Editor’s note: This post was updated on Nov. 10, 2019.
Take a moment and imagine the scene outside your child’s school just minutes before the morning bell. What does it look like?
If the first image in your mind is of cars jockeying for position in the drop-off zone, you are not alone. Driving to school, rather than walking, riding, or taking transit, has become the routine mode of transportation for kids.
After recognizing that driving habits were actually putting students at risk, one school in North Vancouver put their foot down, both literally and figuratively. Canyon Heights Elementary School introduced Freedom Friday in December 2015 and began “a weekly celebration focused on encouraging walking, cycling, or any other people-powered means to get to and from class,” as described in an article by Daily Hive.
The move came as a result of a particularly enthusiastic group of parents. Although the goal was to create a safe means of commuting to school, unexpected benefits have occurred as a result of Freedom Friday. Families, who might never have connected otherwise, are meeting, and newcomers to the area are enjoying the increase in community spirit.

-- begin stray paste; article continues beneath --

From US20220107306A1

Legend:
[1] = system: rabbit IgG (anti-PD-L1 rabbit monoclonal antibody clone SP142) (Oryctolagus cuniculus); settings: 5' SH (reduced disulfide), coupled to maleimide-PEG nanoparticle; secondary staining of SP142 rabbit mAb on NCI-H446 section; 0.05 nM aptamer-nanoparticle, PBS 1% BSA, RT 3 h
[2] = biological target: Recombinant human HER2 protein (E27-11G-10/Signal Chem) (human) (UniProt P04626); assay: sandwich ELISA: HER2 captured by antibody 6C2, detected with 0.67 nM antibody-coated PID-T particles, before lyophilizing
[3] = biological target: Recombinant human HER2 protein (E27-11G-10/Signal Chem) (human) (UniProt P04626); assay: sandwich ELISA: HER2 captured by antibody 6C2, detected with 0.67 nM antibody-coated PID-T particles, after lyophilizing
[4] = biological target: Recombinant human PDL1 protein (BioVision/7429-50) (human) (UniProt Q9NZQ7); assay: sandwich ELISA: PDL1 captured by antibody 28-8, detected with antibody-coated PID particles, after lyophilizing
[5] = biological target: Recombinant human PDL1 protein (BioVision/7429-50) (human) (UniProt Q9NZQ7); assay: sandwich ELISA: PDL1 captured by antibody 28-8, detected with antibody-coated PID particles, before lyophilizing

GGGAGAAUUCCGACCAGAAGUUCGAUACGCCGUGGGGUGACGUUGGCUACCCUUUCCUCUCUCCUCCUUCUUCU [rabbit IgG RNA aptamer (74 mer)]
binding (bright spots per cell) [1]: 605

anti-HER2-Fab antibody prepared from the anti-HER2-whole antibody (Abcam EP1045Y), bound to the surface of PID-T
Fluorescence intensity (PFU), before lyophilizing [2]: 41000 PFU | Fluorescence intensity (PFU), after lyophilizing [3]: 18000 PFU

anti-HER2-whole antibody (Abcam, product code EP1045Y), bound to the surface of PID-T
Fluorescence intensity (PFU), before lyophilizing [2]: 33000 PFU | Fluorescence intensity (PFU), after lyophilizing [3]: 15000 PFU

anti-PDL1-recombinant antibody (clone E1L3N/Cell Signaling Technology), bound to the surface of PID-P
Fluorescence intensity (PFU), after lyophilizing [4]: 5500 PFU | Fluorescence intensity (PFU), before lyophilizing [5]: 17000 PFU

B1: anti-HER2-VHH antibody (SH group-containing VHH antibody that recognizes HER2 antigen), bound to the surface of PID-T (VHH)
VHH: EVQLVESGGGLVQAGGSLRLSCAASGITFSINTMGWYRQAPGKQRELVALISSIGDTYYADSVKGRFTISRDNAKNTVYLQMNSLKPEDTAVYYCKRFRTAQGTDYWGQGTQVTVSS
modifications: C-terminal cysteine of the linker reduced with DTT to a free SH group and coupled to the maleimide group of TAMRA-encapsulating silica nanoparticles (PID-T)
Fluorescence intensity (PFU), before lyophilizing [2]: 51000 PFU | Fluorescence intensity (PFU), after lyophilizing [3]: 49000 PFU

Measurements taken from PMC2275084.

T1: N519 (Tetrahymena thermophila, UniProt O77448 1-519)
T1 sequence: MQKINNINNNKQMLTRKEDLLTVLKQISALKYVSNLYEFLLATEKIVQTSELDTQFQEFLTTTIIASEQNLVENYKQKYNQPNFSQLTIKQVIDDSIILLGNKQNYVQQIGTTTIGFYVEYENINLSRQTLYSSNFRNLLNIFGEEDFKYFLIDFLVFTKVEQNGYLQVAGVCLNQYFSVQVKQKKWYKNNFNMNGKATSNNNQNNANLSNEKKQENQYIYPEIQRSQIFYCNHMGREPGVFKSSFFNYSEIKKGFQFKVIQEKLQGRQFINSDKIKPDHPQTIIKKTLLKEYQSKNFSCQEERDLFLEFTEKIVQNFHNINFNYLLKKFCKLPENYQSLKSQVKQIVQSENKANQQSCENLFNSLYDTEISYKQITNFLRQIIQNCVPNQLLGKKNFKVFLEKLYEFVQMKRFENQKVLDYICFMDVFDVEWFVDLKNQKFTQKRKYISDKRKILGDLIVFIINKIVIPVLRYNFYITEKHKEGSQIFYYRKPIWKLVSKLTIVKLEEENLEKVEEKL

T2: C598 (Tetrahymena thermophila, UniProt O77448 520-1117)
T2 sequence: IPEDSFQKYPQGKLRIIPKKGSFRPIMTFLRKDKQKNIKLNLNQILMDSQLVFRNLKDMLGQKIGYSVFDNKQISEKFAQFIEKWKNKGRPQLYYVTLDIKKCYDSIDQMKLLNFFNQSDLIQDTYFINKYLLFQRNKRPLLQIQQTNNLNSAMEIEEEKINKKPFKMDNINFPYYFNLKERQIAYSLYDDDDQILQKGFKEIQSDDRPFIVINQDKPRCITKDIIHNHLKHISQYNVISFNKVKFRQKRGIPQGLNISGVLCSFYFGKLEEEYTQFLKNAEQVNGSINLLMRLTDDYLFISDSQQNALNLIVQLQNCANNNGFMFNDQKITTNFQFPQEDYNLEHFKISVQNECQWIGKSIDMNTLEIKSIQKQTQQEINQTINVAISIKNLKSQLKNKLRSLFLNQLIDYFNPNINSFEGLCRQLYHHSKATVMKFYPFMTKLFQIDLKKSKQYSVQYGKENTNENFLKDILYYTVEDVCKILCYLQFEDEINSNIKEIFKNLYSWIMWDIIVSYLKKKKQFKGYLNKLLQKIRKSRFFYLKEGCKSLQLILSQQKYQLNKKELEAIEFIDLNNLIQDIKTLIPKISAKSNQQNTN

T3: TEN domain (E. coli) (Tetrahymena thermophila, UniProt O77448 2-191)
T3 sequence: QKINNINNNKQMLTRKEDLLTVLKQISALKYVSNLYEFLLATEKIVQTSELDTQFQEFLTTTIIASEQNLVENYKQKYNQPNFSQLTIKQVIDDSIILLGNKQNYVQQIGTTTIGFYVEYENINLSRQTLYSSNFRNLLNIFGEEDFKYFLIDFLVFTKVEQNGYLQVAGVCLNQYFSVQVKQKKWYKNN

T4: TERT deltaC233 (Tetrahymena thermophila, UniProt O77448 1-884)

But perhaps the most intriguing initiative created was the Drive to Five zones, “areas where parking is easier to find, and [their] kids can still stretch their legs (and their brains) with a five-minute walk.”
Since the inaugural Freedom Friday in December, Canyon Heights has experienced enormous success with the program and are looking to expand in the future. Thinking back to the morning scene you imagined outside your child’s school, does an initiative like the one in North Vancouver seem realistic? How would it look different at your child’s school?
Freedom Friday began the discussion. Let’s keep it going.